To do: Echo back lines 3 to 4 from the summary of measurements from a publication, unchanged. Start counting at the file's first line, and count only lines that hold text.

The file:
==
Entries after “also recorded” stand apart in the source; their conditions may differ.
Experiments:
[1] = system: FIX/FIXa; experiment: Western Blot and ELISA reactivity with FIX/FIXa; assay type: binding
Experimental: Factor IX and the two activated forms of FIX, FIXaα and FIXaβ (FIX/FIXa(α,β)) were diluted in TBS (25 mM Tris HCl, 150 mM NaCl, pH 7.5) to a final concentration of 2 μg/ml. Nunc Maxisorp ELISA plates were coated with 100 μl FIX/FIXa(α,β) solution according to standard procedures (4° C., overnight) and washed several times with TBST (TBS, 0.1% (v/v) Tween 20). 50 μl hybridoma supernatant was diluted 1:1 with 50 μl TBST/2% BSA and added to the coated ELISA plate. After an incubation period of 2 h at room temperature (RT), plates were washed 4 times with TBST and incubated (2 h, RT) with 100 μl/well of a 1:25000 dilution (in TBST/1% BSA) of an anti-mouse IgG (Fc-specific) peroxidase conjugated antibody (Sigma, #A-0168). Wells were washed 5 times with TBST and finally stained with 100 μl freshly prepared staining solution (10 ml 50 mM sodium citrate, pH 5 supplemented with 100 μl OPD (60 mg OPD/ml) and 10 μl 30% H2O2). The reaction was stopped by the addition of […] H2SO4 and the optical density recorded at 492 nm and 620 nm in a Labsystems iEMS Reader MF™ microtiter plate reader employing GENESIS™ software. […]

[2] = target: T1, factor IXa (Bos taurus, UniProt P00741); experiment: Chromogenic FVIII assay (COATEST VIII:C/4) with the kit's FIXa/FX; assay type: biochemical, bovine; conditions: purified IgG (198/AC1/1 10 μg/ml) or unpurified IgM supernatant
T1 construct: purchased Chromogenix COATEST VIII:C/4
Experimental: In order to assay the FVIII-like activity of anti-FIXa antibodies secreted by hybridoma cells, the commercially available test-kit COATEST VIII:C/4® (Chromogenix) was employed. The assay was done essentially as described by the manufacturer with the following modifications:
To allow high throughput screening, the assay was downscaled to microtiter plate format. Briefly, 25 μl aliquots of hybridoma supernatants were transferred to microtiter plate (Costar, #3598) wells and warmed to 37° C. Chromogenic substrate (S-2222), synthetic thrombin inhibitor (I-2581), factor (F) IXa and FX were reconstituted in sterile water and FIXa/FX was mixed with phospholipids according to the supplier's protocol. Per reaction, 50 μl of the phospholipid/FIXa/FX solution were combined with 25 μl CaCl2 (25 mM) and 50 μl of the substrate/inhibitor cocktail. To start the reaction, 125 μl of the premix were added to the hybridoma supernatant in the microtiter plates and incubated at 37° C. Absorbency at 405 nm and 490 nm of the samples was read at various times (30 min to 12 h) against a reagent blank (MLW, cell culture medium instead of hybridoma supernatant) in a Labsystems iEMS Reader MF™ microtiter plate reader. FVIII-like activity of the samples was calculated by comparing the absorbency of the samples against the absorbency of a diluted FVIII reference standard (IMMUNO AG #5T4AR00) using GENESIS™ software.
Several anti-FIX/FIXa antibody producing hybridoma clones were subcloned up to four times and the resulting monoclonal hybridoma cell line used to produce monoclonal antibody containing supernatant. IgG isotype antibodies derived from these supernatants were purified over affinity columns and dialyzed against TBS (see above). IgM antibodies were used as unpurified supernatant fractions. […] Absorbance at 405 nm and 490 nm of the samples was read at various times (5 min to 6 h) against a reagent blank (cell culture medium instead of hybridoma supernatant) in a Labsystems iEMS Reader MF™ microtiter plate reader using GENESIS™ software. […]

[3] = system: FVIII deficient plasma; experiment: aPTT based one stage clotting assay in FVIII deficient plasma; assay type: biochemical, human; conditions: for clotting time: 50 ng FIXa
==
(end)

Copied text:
[1] = system: FIX/FIXa; experiment: Western Blot and ELISA reactivity with FIX/FIXa; assay type: binding
Experimental: Factor IX and the two activated forms of FIX, FIXaα and FIXaβ (FIX/FIXa(α,β)) were diluted in TBS (25 mM Tris HCl, 150 mM NaCl, pH 7.5) to a final concentration of 2 μg/ml. Nunc Maxisorp ELISA plates were coated with 100 μl FIX/FIXa(α,β) solution according to standard procedures (4° C., overnight) and washed several times with TBST (TBS, 0.1% (v/v) Tween 20). 50 μl hybridoma supernatant was diluted 1:1 with 50 μl TBST/2% BSA and added to the coated ELISA plate. After an incubation period of 2 h at room temperature (RT), plates were washed 4 times with TBST and incubated (2 h, RT) with 100 μl/well of a 1:25000 dilution (in TBST/1% BSA) of an anti-mouse IgG (Fc-specific) peroxidase conjugated antibody (Sigma, #A-0168). Wells were washed 5 times with TBST and finally stained with 100 μl freshly prepared staining solution (10 ml 50 mM sodium citrate, pH 5 supplemented with 100 μl OPD (60 mg OPD/ml) and 10 μl 30% H2O2). The reaction was stopped by the addition of […] H2SO4 and the optical density recorded at 492 nm and 620 nm in a Labsystems iEMS Reader MF™ microtiter plate reader employing GENESIS™ software. […]